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Inspiring Life & Travel in France

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Inspiring Life & Travel in France

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True Confessions of a Blundering Expat in France

Patience and resilience. Well, I did it again. I’ve made almost every blunder imaginable since moving to France. And I keep adding to it.

First, I was locked out of my apartment when returning from a visit to the States. It wasn’t enough that I had endured a grueling 23-hour travel day. The keys were left in a drawer in Atlanta.

Then there was the fiasco of losing my iPhone, dumping my keys, and putting gasoline in “Lucy,”  my diesel-engine Citroen.

The latest was a doozy.

My French Life: Patience and Resilience

My good friend from Sete, Nancy McGee, was on her way to visit me in Uzes for the first time. (That’s Nancy McGee of “Absolutely Southern French Food and Etiquette.) It was a Saturday afternoon, and I had just finished straightening up the guest room when she called from her car to tell me she was approaching Uzès. I told her I’d meet her on the town’s main street and direct her to a nearby parking lot. I grabbed my keys and the two trash bags I wanted to drop off in the dumpster on the way. I turned around to lock the door to the apartment, then changed my mind.

“It’ll just be a few minutes,” I said. “No need to lock the door.”

I flew down the 55 steps that descended to the street level of the building, dashed out into the parking lot, then headed for the trash dumpster.

Lifting the lid of the dumpster, I tossed the bags of trash into the barrel drawer; flipped the front cover closed with a “bang;” and listened while the barrel drawer rolled upside down, dumping its contents into the bowels of the can below…with a loud “clunk.”

Suddenly, I felt a wave of nausea. You know that sick feeling you get in your gut when you know you’ve done something stupid? Something irretrievably dumb? I was overcome by it. I almost threw up. “Oh no!” I said to myself (although the language was not quite as polite.)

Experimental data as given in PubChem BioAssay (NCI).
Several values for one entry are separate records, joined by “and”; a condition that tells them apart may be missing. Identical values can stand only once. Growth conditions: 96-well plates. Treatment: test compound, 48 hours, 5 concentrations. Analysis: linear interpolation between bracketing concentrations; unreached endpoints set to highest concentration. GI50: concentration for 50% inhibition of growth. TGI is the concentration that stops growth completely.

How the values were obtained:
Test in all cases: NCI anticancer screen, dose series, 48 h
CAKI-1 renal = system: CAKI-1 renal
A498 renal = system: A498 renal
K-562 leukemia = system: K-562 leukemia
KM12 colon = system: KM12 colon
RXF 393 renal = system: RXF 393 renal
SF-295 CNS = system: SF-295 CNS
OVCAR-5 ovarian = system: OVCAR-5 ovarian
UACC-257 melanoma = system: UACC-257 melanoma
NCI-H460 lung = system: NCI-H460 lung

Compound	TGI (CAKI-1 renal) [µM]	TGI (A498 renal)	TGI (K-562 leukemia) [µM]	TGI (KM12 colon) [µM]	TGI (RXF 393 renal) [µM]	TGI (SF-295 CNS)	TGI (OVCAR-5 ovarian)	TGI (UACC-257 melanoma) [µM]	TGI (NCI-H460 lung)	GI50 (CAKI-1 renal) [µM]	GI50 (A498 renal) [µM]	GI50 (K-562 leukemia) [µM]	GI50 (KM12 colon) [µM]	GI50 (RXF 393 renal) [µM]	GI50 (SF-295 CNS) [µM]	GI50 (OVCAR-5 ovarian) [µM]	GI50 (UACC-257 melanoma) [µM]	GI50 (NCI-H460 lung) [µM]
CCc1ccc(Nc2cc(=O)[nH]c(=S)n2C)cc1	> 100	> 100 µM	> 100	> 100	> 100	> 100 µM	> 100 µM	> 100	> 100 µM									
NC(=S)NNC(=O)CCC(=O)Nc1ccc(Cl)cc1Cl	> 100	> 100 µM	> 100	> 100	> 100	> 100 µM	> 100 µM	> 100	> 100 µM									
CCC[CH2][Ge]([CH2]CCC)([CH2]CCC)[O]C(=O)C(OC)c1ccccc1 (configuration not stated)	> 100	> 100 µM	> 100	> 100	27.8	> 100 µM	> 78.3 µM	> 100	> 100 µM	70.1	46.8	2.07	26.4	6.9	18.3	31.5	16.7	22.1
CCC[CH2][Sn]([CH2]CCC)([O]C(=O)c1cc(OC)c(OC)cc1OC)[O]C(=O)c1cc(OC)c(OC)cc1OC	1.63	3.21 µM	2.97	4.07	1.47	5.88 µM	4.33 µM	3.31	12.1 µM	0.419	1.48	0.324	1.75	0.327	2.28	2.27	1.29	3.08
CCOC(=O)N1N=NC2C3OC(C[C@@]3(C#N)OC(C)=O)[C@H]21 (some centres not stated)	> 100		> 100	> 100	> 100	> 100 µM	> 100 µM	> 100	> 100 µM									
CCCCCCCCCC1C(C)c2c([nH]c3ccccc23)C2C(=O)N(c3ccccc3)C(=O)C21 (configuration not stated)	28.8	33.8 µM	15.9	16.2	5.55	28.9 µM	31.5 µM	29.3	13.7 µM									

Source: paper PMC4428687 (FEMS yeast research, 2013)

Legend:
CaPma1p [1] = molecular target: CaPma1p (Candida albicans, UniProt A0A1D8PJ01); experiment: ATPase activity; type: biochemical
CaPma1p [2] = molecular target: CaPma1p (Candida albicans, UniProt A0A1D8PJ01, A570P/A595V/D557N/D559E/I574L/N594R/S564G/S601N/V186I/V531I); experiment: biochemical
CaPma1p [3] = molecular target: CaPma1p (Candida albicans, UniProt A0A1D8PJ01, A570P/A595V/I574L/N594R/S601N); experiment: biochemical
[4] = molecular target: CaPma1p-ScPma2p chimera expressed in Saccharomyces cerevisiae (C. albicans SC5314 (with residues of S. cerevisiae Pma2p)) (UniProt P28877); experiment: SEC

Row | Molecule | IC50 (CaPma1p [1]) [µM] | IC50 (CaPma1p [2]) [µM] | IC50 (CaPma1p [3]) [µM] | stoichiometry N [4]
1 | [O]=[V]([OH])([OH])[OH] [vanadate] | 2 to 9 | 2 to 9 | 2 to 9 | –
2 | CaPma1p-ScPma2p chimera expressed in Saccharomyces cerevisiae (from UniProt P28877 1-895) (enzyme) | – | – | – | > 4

I had dropped more than the bags of garbage. My keys were no longer in my hand. They were in the dumpster.

When the nausea subsided, I ran to the meeting place to find Nancy.

“What can I tell her?” I said to myself, knowing she would think I was a total “bean brain.”

Nancy’s car approached the parking lot. When she stopped, I opened the passenger door and jumped in breathlessly.

“You won’t believe what I’ve done,” I moaned.

“Oh dear,” said Nancy, surely thinking I’d killed someone judging from the look on my face.

“I threw my keys into the dumpster,” I cried. Then I blurted out the whole story, including that she’d have to drive us around the entire weekend. We had a list of places to see near Uzès.

Maintaining her customary, calm composure, Nancy pulled the car into a vacant parking space near my building.

“Hey, wait!” I exclaimed as we unloaded her overnight bag and her tiny Papillon dog from the back seat. “There’s a telephone number on the dumpster! You can call the company and explain what happened,” I chirped, hopefully.

Nancy is from Canada and has lived in France for nearly 30 years. She speaks French like a native. When I told her how I knew there was a phone number on the dumpster — because I’d had an earlier episode with the dumpster and my cellphone — a false alarm — she wasn’t amused. Nevertheless, she called the number. Of course, there was no answer. It was Saturday evening. Nancy left a message on the answering machine, giving several phone numbers so they could call us back.